Smart Energy Management and Energy Distribution in Decentralized Self-Powered Sensor Networks using Artificial Intelligence Concepts
Frank Kirchner, Stefan Bosse
In Proceedings of the Smart Systems Integration Conference SSI 2012, (SSI-12), 21.3.-22.3.2012, Zürich, o.A., Mar/2012.
Sensorial materials equipped with embedded miniaturized smart sensors provide environmental information required for advanced machine and robotics applications. With increasing miniaturization and sensor-actuator density, decentralized self-supplied energy concepts and energy distribution architectures are preferred and required.
Self-powerd sensor nodes collect energy from local sources, but can be supplied additionally by external energy sources. Nodes in a sensor network can use communication links to transfer energy, for example, optical links are capable of transferring energy using Laser- or LE diodes in conjunction with foto diodes on the destination side, with a data signal modulated on an energy supply signal.
We propose and demonstrate a decentralized sensor network with nodes supplied by 1. energy collected from a local source, and 2. by energy collected from neighbour nodes using smart energy management. Nodes are arranged in a two-dimensional grid with connections to their four direct neighbours. Each node can store collected energy and distribute energy to neighbour nodes.
Each autonomous node provides communication, data processing, and energy management. There is a focus on System-On-Chip design satisfying low-power and high-miniaturization requirements.
Energy management is performed 1. for the control of local energy consumption, and 2. for collection and distribution of energy by using the data links to transfer energy.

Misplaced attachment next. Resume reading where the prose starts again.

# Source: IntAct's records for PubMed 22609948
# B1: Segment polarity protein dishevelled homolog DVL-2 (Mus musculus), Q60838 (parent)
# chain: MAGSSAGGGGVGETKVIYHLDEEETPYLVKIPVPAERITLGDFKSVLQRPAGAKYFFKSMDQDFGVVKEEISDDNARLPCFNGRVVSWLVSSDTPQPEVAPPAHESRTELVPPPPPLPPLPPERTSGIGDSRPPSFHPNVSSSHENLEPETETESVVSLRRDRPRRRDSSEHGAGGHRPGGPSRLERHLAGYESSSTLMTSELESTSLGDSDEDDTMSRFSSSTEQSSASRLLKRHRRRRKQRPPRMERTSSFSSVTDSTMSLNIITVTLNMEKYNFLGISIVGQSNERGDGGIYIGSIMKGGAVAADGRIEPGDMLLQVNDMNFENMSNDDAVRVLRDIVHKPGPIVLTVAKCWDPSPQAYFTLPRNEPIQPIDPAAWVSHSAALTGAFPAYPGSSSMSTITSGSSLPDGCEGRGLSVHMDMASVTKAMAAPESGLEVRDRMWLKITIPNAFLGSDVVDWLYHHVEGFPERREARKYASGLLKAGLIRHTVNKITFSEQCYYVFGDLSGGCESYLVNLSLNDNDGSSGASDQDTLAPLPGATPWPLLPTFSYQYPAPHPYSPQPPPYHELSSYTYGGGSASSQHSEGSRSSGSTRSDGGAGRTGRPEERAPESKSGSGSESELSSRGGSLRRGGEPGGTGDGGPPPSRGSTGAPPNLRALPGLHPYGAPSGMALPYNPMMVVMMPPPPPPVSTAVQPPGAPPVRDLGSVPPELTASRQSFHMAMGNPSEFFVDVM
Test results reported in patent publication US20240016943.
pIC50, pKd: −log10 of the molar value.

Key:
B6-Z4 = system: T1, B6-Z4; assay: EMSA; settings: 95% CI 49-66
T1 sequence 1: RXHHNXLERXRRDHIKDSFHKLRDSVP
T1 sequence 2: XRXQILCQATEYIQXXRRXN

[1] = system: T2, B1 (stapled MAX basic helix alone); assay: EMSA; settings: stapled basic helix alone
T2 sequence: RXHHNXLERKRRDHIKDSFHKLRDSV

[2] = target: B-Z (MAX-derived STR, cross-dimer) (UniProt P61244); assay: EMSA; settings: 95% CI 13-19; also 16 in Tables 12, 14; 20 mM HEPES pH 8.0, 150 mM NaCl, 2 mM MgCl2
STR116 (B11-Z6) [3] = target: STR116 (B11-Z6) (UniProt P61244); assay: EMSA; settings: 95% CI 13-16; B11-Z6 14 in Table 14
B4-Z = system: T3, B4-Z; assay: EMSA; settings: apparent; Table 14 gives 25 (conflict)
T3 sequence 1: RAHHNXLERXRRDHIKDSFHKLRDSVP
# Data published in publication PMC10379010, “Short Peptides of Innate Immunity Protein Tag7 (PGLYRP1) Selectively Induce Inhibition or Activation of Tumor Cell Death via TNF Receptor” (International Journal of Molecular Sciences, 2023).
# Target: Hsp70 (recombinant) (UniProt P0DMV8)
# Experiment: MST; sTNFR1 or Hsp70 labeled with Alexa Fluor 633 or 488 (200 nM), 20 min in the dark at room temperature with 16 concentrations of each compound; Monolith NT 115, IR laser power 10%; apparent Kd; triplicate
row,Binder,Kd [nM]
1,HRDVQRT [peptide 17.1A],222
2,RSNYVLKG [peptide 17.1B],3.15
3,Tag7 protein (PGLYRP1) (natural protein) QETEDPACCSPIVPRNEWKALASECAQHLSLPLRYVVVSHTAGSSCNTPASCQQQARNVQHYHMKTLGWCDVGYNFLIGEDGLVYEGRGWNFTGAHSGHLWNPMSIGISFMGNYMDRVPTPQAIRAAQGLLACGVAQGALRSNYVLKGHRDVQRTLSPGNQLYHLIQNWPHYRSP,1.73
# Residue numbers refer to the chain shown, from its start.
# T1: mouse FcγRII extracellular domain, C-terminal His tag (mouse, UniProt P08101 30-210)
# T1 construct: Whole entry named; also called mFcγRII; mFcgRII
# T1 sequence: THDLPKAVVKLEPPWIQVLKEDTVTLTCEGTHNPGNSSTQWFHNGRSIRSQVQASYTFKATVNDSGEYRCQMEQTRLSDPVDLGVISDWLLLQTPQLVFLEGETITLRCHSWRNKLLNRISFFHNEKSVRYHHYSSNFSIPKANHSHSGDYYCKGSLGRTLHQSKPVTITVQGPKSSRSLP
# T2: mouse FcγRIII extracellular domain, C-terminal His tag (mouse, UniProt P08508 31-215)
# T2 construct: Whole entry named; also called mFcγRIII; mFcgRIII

The loss of energy x (in the range between 0 and 1) occuring when â??energyâ? is routed along different nodes from a source to a destination node (assuming N intermediate nodes) reduces overall efficiency dramatically in the order of xN.
By using electrical connections only neglible loss of energy can be expected in a distributed network, in contrast to optical and radio wave connections which have significant loss in the order of 10-30% per node. Additionally, in the latter case there is no physical interaction between a source and a sink requiring active management (routing).
To overcome these limitations and to increase efficiency, smart energy management is performed by using concepts from artificial intelligence. Nodes of the sensor network can create groups (or one large group) and try to distribute and interchange energy based on local and global constraints and goals to be fullfilled. A mobile agent system is used to negotatiate energy demands and energy distribution and to implement group communication.